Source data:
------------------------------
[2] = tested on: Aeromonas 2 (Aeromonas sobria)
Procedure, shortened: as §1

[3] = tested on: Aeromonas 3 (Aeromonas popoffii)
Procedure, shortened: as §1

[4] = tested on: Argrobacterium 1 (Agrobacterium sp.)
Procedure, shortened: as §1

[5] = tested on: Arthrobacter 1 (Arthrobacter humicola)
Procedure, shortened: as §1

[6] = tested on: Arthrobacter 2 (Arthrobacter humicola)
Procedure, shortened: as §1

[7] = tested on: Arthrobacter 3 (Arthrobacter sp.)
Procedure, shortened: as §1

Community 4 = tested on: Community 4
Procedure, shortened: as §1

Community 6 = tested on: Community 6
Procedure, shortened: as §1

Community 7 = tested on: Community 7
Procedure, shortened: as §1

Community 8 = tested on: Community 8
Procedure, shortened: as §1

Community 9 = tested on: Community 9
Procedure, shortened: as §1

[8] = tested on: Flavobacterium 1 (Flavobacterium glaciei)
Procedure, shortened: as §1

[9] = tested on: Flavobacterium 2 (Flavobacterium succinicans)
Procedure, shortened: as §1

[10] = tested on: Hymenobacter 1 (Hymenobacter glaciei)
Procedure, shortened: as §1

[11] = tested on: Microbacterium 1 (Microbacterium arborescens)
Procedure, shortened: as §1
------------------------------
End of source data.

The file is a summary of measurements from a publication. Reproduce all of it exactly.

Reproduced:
[2] = tested on: Aeromonas 2 (Aeromonas sobria)
Procedure, shortened: as §1

[3] = tested on: Aeromonas 3 (Aeromonas popoffii)
Procedure, shortened: as §1

[4] = tested on: Argrobacterium 1 (Agrobacterium sp.)
Procedure, shortened: as §1

[5] = tested on: Arthrobacter 1 (Arthrobacter humicola)
Procedure, shortened: as §1

[6] = tested on: Arthrobacter 2 (Arthrobacter humicola)
Procedure, shortened: as §1

[7] = tested on: Arthrobacter 3 (Arthrobacter sp.)
Procedure, shortened: as §1

Community 4 = tested on: Community 4
Procedure, shortened: as §1

Community 6 = tested on: Community 6
Procedure, shortened: as §1

Community 7 = tested on: Community 7
Procedure, shortened: as §1

Community 8 = tested on: Community 8
Procedure, shortened: as §1

Community 9 = tested on: Community 9
Procedure, shortened: as §1

[8] = tested on: Flavobacterium 1 (Flavobacterium glaciei)
Procedure, shortened: as §1

[9] = tested on: Flavobacterium 2 (Flavobacterium succinicans)
Procedure, shortened: as §1

[10] = tested on: Hymenobacter 1 (Hymenobacter glaciei)
Procedure, shortened: as §1

[11] = tested on: Microbacterium 1 (Microbacterium arborescens)
Procedure, shortened: as §1